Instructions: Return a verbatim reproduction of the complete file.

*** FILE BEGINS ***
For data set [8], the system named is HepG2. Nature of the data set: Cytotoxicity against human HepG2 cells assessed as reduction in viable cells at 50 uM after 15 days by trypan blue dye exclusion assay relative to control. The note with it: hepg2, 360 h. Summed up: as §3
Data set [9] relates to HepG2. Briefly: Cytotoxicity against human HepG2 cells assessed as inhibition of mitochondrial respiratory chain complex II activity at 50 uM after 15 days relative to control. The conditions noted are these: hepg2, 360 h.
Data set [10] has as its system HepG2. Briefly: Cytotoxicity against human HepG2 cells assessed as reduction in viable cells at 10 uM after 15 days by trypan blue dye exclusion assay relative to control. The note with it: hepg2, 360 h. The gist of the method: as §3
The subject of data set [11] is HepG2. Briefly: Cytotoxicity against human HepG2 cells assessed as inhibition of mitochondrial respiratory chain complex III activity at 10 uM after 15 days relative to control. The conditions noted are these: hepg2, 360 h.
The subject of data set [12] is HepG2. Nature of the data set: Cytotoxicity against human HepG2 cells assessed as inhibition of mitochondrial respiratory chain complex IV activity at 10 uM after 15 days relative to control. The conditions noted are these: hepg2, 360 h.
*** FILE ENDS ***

For data set [8], the system named is HepG2. Nature of the data set: Cytotoxicity against human HepG2 cells assessed as reduction in viable cells at 50 uM after 15 days by trypan blue dye exclusion assay relative to control. The note with it: hepg2, 360 h. Summed up: as §3
Data set [9] relates to HepG2. Briefly: Cytotoxicity against human HepG2 cells assessed as inhibition of mitochondrial respiratory chain complex II activity at 50 uM after 15 days relative to control. The conditions noted are these: hepg2, 360 h.
Data set [10] has as its system HepG2. Briefly: Cytotoxicity against human HepG2 cells assessed as reduction in viable cells at 10 uM after 15 days by trypan blue dye exclusion assay relative to control. The note with it: hepg2, 360 h. The gist of the method: as §3
The subject of data set [11] is HepG2. Briefly: Cytotoxicity against human HepG2 cells assessed as inhibition of mitochondrial respiratory chain complex III activity at 10 uM after 15 days relative to control. The conditions noted are these: hepg2, 360 h.
The subject of data set [12] is HepG2. Nature of the data set: Cytotoxicity against human HepG2 cells assessed as inhibition of mitochondrial respiratory chain complex IV activity at 10 uM after 15 days relative to control. The conditions noted are these: hepg2, 360 h.